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Using glacial striations on bedrock to determine ice flow behavior during the last deglaciation in the New Hampshire Seacoast region
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Approximately 15,000 years ago, southern New Hampshire became ice-free as the Laurentide Ice Sheet (LIS) margin retreated northward. While the timing of glacial retreat is documented in regions both north and south of the New Hampshire Seacoast, detailed knowledge of ice recession in the Seacoast is limited. Here, we reconstruct former ice flow patterns by mapping glacial striations in bedrock at sites distributed across the Seacoast region. We test the hypothesis that striation directions registered across a range of altitudes are indicative of ice thickness and activity during retreat, and we consider two main schools of thought: (1) parallel striations at all elevations would suggest that glacial erosion in the Seacoast occurred only when the ice sheet was very thick (>1 km) and its flow was unaffected by topographic irregularities, and that this was followed by ice stagnation and downwasting; (2) striation orientations that vary by elevation (with more divergence at lower elevations) would suggest that glacial erosion was still actively occurring after the glacier had thinned and was flowing around topographic highs. We collected 63 striation measurements from four mountains in the Seacoast region using a compass and a hand-held GPS. Striations were typically measured on quartz veins in bedrock spanning various elevations on each mountain. We found that striation directions from high elevations near mountain summits vary less than those from low elevations. These data reflect flow divergence at low elevations and suggest that the LIS was still actively eroding the landscape as it thinned and became topographically confined. Combined with other field evidence of glacial activity including roches moutonnées and glacial smoothing, these striation data offer insight into a controversy about how the LIS behaved as it retreated from New Hampshire, and are not consistent with earlier models of widespread ice stagnation across the region during deglaciation. Understanding how past glaciers behaved is critical to understanding how our present-day ice sheets will respond to our growing climate crisis, thus helping to inform future predictions.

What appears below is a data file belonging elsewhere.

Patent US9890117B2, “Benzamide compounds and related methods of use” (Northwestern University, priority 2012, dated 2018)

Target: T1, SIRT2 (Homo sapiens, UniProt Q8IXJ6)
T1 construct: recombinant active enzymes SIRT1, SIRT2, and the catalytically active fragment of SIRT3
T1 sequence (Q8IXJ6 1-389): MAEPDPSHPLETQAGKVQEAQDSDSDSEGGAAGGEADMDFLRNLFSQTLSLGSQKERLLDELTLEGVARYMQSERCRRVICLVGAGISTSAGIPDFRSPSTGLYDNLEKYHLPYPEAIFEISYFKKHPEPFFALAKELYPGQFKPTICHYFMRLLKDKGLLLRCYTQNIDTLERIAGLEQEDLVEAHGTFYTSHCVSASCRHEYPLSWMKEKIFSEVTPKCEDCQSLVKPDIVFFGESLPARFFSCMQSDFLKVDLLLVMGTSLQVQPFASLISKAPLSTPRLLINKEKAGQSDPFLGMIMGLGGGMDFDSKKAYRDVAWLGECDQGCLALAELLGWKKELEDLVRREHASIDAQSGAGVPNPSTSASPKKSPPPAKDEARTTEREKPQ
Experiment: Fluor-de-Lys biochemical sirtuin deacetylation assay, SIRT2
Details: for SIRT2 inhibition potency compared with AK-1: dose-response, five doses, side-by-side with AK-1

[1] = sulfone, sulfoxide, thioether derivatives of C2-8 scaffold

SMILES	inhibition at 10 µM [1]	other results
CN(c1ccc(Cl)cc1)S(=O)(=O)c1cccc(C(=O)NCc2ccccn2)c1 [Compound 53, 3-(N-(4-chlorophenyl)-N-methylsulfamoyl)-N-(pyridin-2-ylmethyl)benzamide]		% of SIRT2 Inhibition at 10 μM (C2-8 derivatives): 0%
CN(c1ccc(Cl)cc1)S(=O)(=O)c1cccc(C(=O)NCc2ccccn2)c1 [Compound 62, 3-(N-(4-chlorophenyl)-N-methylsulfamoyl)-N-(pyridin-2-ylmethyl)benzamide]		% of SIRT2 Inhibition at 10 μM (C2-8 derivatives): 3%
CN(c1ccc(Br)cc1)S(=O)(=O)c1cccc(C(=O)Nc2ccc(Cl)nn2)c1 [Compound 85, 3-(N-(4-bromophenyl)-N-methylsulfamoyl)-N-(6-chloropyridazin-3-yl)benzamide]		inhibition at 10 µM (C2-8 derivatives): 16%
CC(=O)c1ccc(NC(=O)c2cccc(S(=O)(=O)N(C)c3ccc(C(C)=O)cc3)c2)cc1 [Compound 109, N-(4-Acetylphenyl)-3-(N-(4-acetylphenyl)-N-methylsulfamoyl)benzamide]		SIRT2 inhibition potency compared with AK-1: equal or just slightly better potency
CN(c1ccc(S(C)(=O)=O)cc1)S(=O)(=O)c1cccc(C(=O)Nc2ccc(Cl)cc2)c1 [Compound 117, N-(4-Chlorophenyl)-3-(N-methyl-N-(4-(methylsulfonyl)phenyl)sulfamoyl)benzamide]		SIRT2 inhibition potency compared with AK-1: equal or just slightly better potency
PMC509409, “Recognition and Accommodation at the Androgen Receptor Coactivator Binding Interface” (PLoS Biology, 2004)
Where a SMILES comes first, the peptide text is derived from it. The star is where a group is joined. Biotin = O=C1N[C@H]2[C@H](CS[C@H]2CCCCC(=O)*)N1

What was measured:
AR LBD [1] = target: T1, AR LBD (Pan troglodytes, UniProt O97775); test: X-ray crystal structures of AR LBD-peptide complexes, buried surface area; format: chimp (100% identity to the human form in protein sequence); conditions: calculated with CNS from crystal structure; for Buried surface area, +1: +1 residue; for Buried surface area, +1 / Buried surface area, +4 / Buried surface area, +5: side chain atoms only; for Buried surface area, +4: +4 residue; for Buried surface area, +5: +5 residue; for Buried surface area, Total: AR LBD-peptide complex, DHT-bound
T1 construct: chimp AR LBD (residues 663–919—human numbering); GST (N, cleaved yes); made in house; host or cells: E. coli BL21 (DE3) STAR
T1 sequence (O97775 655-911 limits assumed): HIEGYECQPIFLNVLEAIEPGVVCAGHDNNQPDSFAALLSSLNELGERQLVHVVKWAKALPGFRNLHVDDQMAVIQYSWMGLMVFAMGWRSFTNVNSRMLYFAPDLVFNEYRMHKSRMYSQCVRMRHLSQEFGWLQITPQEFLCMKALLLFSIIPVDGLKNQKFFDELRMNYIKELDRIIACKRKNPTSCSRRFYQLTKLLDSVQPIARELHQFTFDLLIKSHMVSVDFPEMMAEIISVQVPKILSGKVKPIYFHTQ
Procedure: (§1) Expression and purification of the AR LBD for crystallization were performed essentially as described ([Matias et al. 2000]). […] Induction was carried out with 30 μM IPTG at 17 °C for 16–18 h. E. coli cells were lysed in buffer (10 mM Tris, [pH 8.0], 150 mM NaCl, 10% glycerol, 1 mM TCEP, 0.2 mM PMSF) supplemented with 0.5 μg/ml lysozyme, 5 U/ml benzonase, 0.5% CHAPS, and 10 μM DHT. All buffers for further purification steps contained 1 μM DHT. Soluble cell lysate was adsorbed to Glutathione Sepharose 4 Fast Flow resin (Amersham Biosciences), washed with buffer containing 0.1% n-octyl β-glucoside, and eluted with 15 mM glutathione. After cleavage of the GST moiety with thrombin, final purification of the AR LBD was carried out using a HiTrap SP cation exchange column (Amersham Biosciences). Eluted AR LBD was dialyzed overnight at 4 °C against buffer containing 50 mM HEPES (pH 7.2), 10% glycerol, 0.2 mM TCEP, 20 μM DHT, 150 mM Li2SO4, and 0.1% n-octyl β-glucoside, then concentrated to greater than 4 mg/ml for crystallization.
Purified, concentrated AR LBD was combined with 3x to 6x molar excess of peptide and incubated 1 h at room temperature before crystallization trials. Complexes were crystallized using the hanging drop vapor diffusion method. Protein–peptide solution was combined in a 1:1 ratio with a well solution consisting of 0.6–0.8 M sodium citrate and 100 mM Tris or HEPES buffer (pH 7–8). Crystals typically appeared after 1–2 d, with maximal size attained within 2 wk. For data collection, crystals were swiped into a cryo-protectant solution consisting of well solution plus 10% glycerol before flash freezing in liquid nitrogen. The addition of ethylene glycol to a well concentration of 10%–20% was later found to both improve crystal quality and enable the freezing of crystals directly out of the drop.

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Event Interdisciplinary Science and Engineering (ISE)
Department Earth Sciences (ISE)
Added April 18, 2022, 11:58 a.m.
Updated April 18, 2022, 12:06 p.m.
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